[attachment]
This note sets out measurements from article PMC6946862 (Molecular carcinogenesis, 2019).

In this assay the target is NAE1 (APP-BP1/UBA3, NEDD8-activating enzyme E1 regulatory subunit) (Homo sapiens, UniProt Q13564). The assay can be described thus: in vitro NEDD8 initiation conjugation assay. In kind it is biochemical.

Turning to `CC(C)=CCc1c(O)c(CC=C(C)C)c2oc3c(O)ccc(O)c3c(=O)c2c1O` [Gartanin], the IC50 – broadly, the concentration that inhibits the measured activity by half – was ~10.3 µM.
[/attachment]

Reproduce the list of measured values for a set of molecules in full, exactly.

This note sets out measurements from article PMC6946862 (Molecular carcinogenesis, 2019).

In this assay the target is NAE1 (APP-BP1/UBA3, NEDD8-activating enzyme E1 regulatory subunit) (Homo sapiens, UniProt Q13564). The assay can be described thus: in vitro NEDD8 initiation conjugation assay. In kind it is biochemical.

Turning to `CC(C)=CCc1c(O)c(CC=C(C)C)c2oc3c(O)ccc(O)c3c(=O)c2c1O` [Gartanin], the IC50 – broadly, the concentration that inhibits the measured activity by half – was ~10.3 µM.